Jan/Feb 2008  •   Spotlight

Frozen in Place

by Carolyn Steele Agosta

Photo by Steve Wing

Photo by Steve Wing

Nine years after the big storm, Jivey Booth stopped by my bar and I just closed the place down right then and there and spent the rest of the day with him, drinking coffee, smoking cigarettes. We talked about the storm, holed up as we were in a fleabag motel outside Durham, North Carolina, no heat, no light, no food, and about the things we'd done since then. He'd done a spell in jail, six months for stealing a girlfriend's ATM card, cleaning out her account. But when he considered how long a sentence he could have had, for many other things, he couldn't complain. I'd done a spell in the marriage cage but it didn't stick. "Clean separation," I told him. "No runs, no hits, no errors." At one point he mentioned Amy, his face reddening slightly. She was married now to some chiropractor in Charlotte. Coupla kids. He'd always felt bad about how things had gone down but no point in going over all that again. Jivey ran his hand through that bright gold hair, thinning now, and shot me one glance with his spooky blue eyes.

"I just didn't know," he said. "How was I to know?"

I poured the rest of the coffee down the sink and pulled out the Dewar's. Found us some peanuts behind the bar, turned on the CD player—some old Bob Segar. "Shoot," I said, "remember the storm? God, what were we—nineteen? Twenty? We broke into that vending machine and lived on Snickers bars and Fritos until they ran out. Then we wrapped ourselves up in those mangy old bedspreads and walking to the Bojangle's. Snow so high, I was tippy-toeing to keep my balls clear. We jimmied the lock on the back door and it just snapped, just plain shattered, remember?"

"I remember those damned frozen biscuits and sweet potato pies. Can't even look a sweet potato pie in the face any more."

It all came back. Playing poker and gin rummy until we were too cold to hold the cards, until our minds were numb. Swapping every story we ever knew, singing every drinking song we'd ever heard. Not admitting we wanted our moms. Falling asleep in that weird silence, light filtering through the window shades odd and white because of the moon on the snow. Waking up disoriented, not knowing the time of day, or day of the week.

"Remember Grover?" he asked.

Hell yes. The old guy in his car, frozen to death. Mouth hanging open, skin all blue. We named him Grover, just so we could laugh about it and not freak out. Every couple of days we'd wrap up and go out in the cold, trying to see if anyone else was alive. Grover's was the only face we saw.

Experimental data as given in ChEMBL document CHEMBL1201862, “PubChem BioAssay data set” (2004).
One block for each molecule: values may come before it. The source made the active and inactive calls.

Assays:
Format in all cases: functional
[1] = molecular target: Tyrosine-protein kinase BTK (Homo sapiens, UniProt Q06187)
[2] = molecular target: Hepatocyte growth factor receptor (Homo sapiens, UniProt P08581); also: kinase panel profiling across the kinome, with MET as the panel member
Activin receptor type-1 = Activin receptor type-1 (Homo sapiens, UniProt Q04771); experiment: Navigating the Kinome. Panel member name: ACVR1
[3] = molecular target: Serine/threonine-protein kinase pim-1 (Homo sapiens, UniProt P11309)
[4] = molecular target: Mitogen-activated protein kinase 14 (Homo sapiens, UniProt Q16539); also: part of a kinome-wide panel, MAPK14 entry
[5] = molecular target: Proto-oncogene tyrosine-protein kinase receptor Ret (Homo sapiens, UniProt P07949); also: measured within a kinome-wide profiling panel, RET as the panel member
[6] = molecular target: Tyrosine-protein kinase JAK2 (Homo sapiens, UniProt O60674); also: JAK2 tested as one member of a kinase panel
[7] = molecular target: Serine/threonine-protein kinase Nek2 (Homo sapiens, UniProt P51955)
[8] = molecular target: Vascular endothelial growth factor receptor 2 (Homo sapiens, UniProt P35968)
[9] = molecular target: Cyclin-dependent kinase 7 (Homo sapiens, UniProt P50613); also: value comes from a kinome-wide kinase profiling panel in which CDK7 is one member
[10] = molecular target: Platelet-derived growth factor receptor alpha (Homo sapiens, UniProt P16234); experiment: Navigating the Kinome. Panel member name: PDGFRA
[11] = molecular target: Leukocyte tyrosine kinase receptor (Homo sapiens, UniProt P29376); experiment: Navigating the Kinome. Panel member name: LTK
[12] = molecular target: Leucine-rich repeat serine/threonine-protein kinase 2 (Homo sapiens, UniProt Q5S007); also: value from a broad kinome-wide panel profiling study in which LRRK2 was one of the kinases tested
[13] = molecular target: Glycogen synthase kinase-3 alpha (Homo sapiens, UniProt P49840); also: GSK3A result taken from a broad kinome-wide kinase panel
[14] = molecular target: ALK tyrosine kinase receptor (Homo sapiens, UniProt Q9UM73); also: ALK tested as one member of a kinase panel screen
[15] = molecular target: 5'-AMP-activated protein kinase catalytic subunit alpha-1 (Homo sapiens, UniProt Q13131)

"Hell," I said, "we lived through that, we can live through anything. Nothing could be worse than those 17 days, wondering if anyone had survived. And then trying to get things back to normal. But we survived, and so did a lot of other people and look at us now." I glanced around at my bar, at the business I'd built, the life I'd regained.

And Jivey nodded. "Yeah, and I'm not in jail," he laughed. "Who'da thunk?"

"So whatever happened with your dad?" I asked, what I'd wanted to ask all along. "He never brought you into the, uh, family business?"

Jivey shrugged. "Nah. Probably just as well. I never could remember to wear my sunglasses and, with these eyes, somebody would have recognized me sooner or later. Dad and I don't talk any more. He's gotten so arthritic, he hadda go straight. Well, pretty straight. Still lifts car parts sometimes. I phone Ma once in a while. She's the one who told me about Amy." He shifted in his seat, stubbed out his cigarette, laughed a little. "Last thing Dad ever said to me was when I tried to explain why I kept screwing up. Told Dad I had A.D.D. He just blew a gasket. ĎA.D.D., my A.S.S. You're just plain stupid!' But I didn't care. After that last job, at Amy's folks' store, I had no heart any more for smash-and-grab. I always felt like it was my fault, you know? If I'd known it was her folks' shop, I never would've gone in there, never would've robbed them. Her dad wouldn't have run off crazy like that, God knows where, her ma wouldn't have committed suicide. All those things, you know, all those things from one damned botched job, where all I got from the cash register was a lousy $400 anyway. A lousy $400. Amy, dropping out of college. And out of my life, never knowing what a scumbag I am. Well, she's better off."

He sat there staring at the ash on his cigarette. "Doesn't matter," he finally said. "She's better off."

I got up then and cooked a couple of burgers on the grill. We talked about other things—football, his job as a truck driver traveling I-40, my plans to expand the bar. We washed the burgers down with more Dewar's, and I told him not to drive. He could sleep on the futon in the office. "It'll be like camping out," I said, "like holing up in that ratty motel in Durham."

Jivey shook his head and lit another one. "Not quite. Even in the middle of that damn storm, when there was nothing but white around and the air so cold you couldn't breathe, I really figured we'd come through it, ya know? Like there was a whole life ahead, something still to look forward to, a long road in front of me. Now I know it's just a case of hit one end of the road and then turn around, head all the way back again. Just keep doing it every damn day until I die, just keep rolling. Well, better than being frozen in place like old Grover, right?"

"Yeah," I said, watching his spooky blue eyes focus on something far away. "No Grovers around here."